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Illegal alien border crossings plummet, and Trump is getting the credit

President Donald Trump's rhetoric is being credited for an "unprecedented" drop in border crossings by the U.S. Customs and Border Protection agency. (Photo by John Moore/Getty Images)

Official numbers from the Customs and Border Protection show that illegal alien crossings at the southern U.S. border are plummeting, and some are crediting President Donald Trump's strict rhetoric for the turnaround.

Homeland Security Secretary John Kelly on Wednesday announced the numbers, which showed a 40 percent drop in illegal crossings from January to February. The website for the U.S Customs and Border Protection called the drop "unprecedented":

Today, U.S. Customs and Border Protection is releasing illegal border crossing data through the month of February and the numbers show an unprecedented decline in traffic. From January to February, the flow of illegal border crossings as measured by apprehensions and the prevention of inadmissible persons at our southern border dropped by 40 percent.

The agency explained that, when adjusted for seasonal trends, the drop is even greater, as they usually expect an increase from January to February:

This change in the trend line is especially significant because CBP historically sees a 10-20 percent increase in apprehensions of illegal immigrants from January to February.  Instead, this year we saw a drop from 31,578 to 18,762 persons — a 40 percent decline.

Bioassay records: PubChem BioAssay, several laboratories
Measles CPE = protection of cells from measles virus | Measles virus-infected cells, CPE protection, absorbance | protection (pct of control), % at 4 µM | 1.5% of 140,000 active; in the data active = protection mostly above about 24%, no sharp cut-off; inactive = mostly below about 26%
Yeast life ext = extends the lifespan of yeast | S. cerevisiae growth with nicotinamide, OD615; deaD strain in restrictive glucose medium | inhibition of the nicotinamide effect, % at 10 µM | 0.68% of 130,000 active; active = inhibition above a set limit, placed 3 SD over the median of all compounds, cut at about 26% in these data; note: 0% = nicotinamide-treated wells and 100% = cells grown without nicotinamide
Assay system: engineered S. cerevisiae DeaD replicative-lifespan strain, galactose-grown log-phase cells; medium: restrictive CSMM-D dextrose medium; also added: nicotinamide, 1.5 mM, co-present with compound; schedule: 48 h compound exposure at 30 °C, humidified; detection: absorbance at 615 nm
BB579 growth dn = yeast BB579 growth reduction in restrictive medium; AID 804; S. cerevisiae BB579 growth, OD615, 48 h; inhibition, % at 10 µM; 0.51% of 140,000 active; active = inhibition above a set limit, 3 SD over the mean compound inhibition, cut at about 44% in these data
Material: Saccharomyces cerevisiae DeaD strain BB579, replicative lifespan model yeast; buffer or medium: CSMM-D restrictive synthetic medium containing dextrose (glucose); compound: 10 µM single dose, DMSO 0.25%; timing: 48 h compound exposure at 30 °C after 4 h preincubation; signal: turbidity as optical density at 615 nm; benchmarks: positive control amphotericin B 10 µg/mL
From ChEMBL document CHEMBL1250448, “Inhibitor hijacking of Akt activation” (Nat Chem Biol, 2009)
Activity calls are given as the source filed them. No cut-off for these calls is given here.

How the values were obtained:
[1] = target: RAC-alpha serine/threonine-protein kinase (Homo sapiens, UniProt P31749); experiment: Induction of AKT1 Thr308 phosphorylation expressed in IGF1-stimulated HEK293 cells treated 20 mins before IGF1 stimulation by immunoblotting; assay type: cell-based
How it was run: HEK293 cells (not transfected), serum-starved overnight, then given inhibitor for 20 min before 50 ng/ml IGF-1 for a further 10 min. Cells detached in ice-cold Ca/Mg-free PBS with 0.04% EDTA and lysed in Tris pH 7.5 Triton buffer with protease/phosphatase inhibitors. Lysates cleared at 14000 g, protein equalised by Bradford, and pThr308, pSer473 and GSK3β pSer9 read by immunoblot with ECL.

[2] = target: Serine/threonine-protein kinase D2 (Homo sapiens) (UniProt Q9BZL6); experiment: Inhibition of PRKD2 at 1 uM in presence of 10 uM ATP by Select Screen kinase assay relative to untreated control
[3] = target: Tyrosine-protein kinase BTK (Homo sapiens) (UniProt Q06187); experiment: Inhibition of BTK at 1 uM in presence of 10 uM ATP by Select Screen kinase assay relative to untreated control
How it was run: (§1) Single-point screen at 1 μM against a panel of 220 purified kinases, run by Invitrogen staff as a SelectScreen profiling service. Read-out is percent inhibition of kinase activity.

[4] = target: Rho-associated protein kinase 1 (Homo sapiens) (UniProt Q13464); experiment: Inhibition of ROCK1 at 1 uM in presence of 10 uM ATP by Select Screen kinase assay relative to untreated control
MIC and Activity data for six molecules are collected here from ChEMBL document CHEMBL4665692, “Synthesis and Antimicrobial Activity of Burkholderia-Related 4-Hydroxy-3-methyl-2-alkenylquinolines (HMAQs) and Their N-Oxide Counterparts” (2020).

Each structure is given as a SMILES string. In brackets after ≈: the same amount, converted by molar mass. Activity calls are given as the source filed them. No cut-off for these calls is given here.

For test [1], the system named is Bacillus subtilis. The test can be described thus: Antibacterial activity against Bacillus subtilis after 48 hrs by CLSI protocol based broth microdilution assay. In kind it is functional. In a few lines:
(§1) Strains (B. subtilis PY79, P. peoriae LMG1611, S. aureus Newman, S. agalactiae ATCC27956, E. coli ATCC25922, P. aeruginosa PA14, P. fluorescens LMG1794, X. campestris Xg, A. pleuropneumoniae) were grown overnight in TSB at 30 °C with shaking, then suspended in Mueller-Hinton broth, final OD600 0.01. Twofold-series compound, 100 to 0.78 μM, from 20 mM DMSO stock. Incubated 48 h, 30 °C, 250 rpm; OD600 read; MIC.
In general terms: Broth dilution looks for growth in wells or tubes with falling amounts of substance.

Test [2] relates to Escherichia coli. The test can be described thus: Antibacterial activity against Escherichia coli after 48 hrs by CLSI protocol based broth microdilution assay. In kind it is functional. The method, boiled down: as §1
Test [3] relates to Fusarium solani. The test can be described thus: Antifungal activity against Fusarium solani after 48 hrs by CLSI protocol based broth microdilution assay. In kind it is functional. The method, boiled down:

The Border Patrol cited another indicator of success: a marked increase in the fees smugglers charged to bring people over the border:

Additionally, we are seeing an increase in the fees charged by human smugglers along the U.S. southwest border. Since Nov. 2016, “coyotes” have hiked their fees in some areas by roughly 130 percent — from $3,500 to $8,000 in certain mountainous regions. Changes in U.S. policy, including the detention of apprehended aliens, drive up the smuggling fees.

Kelly concluded the report saying the U.S. Customs and Border Protection was dedicated to "fair, impartial and humane enforcement" of the immigration laws.

Previously, Kelly admitted that they were considering separating children from parents who were detained at the border attempting to cross illegally, hoping that such action would deter other migrants. Kelly explained to CNN's Wolf Blitzer that deterring crossings meant saving people from terrible conditions on the "network," as he described it, that transports people from South America through Mexico and into the United States.

Trump appears to have softened on the issue of allowing "DREAMers," the recipients of Obama's amnesty for childhood arrivals, to have some kind of legal status and remain in the country.

However, many pro-amnesty activists such as Univision anchor Jorge Ramos are still calling for a blanket legalization of the estimated 11 million illegal immigrants in the U.S. And some faith leaders in California and elsewhere are organizing "safe houses" in what they call an illegal alien "underground railroad" to help them escape deportation.

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